But there are other people who can control the spirits, people like Mayara who constantly live in fear that they will be discovered and forced to make the choice between becoming a Silent One or facing Akena Island. It has been drilled into Mayara for years to keep her skills secret, to not show anyone what she can do, otherwise she will be taken just like her older sister Elorna - something that would break her parents hearts and push her mother further into madness. When a terrible spirit storm descends on the island on her wedding day Mayara has no choice but to defend her people, which starts a domino effect as she is forced to make the choice of becoming a Silent One or facing Akena Island - an island that is steeped in danger and holds the key to unlocking the chance to change her world forever - if only she can survive the island.
The deepest blue is a stand alone novel set in the world of Renthia, and I was a little dubious about reading it as I haven't read the other books but I had no problems getting into the story and was very quickly absorbed into the story. Mayara offers an amazing view of this world, her story takes you quickly into the heart of the challenge and her emotions and experiences make it impossible to resist being dragged along for the ride. The deepest blue is not high fantasy in the classic sense, but the feeling of being on a quest and having the weight of the world on your shoulders has echoes of the high fantasy of old without all the stodgy stuff and flowery language that came along with high fantasy.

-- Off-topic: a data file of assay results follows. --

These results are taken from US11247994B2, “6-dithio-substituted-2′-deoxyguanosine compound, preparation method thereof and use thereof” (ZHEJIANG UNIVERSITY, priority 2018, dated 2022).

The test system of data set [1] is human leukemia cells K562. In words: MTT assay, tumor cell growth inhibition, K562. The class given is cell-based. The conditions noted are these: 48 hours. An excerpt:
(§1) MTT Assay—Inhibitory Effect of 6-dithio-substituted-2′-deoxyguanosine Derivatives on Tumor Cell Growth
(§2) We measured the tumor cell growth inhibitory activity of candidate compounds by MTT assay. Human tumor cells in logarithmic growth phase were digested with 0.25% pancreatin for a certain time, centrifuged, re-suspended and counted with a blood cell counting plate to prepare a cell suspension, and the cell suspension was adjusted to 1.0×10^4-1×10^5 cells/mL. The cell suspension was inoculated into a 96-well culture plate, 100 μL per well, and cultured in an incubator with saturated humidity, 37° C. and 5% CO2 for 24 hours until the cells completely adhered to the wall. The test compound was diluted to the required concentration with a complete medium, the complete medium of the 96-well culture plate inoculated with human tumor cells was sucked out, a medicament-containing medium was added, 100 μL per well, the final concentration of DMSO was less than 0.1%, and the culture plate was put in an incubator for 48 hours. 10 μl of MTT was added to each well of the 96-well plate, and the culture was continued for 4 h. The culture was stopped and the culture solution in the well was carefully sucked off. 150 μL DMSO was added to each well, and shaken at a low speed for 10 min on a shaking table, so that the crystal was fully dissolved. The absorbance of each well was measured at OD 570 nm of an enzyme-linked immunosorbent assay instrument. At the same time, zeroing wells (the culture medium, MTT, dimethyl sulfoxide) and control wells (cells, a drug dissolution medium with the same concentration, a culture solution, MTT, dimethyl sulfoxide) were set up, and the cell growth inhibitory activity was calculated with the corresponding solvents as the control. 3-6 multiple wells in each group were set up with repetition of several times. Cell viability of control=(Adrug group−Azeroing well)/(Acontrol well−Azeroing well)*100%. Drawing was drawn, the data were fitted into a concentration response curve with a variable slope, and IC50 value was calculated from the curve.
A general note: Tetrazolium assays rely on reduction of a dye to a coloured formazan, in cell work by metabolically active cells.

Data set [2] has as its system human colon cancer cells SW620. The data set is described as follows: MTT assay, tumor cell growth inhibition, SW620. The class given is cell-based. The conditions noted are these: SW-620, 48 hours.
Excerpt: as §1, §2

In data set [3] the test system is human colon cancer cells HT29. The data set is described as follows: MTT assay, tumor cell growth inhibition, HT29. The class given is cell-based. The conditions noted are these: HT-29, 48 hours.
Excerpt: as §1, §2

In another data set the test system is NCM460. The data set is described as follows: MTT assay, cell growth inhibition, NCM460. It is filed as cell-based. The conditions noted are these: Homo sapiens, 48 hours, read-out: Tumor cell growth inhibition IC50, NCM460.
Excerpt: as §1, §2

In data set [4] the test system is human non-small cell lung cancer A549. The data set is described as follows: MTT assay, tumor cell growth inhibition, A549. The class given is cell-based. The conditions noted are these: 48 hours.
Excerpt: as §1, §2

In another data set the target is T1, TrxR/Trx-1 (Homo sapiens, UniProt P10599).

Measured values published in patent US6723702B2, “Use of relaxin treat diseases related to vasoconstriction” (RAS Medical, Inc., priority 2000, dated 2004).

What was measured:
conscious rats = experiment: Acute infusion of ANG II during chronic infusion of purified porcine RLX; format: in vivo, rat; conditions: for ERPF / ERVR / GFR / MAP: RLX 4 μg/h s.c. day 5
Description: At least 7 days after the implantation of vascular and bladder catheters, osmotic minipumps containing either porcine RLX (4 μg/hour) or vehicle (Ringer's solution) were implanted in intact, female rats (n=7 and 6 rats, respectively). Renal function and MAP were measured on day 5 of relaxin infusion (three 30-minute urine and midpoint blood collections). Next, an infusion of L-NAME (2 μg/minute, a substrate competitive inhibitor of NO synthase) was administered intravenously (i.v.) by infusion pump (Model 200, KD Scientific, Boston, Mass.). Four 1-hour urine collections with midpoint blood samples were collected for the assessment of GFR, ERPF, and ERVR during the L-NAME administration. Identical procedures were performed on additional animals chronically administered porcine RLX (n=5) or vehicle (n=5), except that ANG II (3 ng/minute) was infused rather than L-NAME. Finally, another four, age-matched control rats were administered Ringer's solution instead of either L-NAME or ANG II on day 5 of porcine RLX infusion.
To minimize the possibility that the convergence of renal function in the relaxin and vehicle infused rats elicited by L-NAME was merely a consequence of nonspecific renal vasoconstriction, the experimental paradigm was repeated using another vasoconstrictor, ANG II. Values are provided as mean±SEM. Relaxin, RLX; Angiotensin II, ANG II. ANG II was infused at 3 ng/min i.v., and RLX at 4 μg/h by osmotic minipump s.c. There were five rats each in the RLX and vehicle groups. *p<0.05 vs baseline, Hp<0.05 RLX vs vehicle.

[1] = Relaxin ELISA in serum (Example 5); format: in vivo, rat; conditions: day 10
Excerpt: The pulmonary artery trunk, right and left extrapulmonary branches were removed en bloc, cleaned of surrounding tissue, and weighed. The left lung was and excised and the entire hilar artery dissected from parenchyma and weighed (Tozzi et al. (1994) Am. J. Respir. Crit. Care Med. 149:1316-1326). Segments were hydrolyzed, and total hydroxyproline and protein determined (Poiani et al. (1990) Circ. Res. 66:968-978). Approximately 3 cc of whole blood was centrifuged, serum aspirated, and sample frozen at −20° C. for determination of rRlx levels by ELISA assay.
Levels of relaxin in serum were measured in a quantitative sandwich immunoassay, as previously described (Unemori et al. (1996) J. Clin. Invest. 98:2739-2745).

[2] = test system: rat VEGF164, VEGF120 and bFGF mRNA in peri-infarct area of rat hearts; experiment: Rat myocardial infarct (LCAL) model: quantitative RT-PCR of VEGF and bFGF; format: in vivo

This is an enjoyable fantasy with complex human characters that make it well rounded and thoroughly believable (not to mention makes me want to read other books set in the world of Renthia). The best part is that it is also a great read for teenagers wanting to move from reading teenage targeted fantasy to adult fantasy as there are no real moments or situations that would be challenging to read or understand. Looking forward to reading more books set in Renthia when I have the time.
- Vessel by Sarah Beth Durst
- Court of fives by Kate Elliott
- Dragonsong by Anne McCaffrey
- Tinker by Wen Spencer
- Eight million gods by Wen Spencer
- Grave mercy by Robin LaFevers
- The girl of fire and thorns by Rae Carson
- Throne of glass by Sarah J. Maas
- Graceling by Kristin Cashore
- Spiders bite by Jennifer Estep
- Dead witch walking by Kim Harrison
- Precinct 13 by Tate Hallaway
- A court of thorns and roses by Sarah J. Maas
- Arrows of the queen by Mercedes Lackey
Reviewed by Brilla